Ever since Taylor Swift and Kanye West’s infamous run-in at the MTV Video Music Awards a decade ago, they’ve had a relationship that could be best described as star-crossed. Now they’re duking it out for the title of music’s highest-paid act. This year, Swift wins.
The superstar songstress earned $185 million thanks to a new record deal, a bevy of endorsements and the tail end of her most recent tour, landing in the top spot on the Forbes list of Highest-Earning Musicians for the second time in five years. West was not far behind, with $150 million, thanks to a surge in sales of Yeezy sneakers.
“I am a product guy at my core,” explained West, No. 2 on the list, in an interview with Forbes for the cover of our August issue. “To make products that make people feel an immense amount of joy and solve issues and problems in their life, that’s the problem-solving that I love to do.”
Two other acts entered nine-figure territory this year: British singer-songwriter Ed Sheeran (No. 3, $110 million) and California rock band The Eagles (No. 4, $100 million), who both made the cut thanks to a heavy slate of gigs. The No. 5 spot is claimed by another venerable rocker, Elton John, who collected $84 million in 2019 in the midst of his farewell tour. Jay-Z and Beyoncé are tied at No. 6 with $81 million apiece. In all, the 10 highest-paid musicians in the world earned just over $1 billion pretax during our June-to-June scoring period, up from $886 million last year.
To determine our rankings, we consider income from touring, music and outside business ventures with the help of Pollstar, Nielsen Music and interviews with industry insiders including many of the stars themselves. Our list measures pretax earnings and does not deduct fees for agents, managers or lawyers. The ranking once again highlights an unfortunate reality of the music business: just ten women out of 40 names, only a marginal improvement over last year’s one-in-five ratio, while 15 people of color made the list, though five of them in the top ten.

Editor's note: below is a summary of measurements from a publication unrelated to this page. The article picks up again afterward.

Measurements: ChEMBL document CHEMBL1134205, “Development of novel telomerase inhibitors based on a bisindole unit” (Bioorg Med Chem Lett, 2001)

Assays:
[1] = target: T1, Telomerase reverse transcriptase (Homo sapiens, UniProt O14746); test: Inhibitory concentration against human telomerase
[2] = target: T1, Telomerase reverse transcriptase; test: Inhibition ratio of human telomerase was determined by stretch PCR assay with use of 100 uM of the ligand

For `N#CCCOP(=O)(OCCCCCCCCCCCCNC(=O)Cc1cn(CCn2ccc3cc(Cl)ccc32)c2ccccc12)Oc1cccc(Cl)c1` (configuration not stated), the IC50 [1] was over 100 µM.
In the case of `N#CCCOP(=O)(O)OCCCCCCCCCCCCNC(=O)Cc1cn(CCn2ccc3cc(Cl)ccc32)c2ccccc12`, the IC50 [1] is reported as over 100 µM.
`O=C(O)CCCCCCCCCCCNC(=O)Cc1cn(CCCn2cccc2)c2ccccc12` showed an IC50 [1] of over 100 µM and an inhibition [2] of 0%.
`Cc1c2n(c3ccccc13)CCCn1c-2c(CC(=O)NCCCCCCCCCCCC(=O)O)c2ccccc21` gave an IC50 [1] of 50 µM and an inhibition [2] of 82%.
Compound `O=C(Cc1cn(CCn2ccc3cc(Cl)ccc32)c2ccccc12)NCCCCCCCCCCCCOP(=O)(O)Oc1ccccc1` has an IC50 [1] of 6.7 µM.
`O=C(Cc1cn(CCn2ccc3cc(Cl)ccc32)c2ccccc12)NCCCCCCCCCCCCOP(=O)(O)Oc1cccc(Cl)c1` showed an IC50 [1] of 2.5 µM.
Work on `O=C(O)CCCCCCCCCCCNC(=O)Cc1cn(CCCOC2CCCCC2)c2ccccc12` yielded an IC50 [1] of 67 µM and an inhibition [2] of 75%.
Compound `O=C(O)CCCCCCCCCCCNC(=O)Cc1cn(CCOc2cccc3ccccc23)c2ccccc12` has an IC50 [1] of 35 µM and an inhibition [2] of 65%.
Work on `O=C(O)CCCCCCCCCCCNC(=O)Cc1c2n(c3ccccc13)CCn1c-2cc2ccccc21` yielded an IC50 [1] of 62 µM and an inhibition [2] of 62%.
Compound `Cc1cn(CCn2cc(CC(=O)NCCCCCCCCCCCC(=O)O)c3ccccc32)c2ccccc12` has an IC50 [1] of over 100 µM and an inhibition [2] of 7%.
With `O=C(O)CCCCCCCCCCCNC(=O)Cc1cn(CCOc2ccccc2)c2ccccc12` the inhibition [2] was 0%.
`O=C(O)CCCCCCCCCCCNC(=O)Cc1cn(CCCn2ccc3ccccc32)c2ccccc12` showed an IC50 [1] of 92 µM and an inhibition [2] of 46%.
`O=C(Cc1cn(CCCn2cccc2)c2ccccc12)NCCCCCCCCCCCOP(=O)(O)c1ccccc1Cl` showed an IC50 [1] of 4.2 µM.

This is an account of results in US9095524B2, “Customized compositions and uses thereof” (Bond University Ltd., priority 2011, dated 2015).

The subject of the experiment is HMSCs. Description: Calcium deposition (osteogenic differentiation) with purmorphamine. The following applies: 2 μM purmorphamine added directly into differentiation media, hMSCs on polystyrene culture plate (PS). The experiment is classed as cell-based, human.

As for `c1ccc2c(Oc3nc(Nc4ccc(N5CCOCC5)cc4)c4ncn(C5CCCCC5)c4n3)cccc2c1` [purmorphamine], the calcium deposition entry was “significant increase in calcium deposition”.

There are nine newcomers to the 2019 list, a number of them Forbes 30 Under 30 alumni, including K-Pop supergroup BTS (No. 15, $57 million), songstress Ariana Grande (No. 22, $48 million) and hip-hop trio Migos (No. 40, $36 million). The latter diversified their on-stage earnings by inking a deal for a piece of Martell cognac, the latest example of artists learning the lesson that cash is one thing, but ownership is the key to building a fortune.
“If I’m rapping about drinking in the clubs, they’re buying bottles in the club,” says Migos cofounder Quavo. “I need to be having equity in some kind of alcohol.”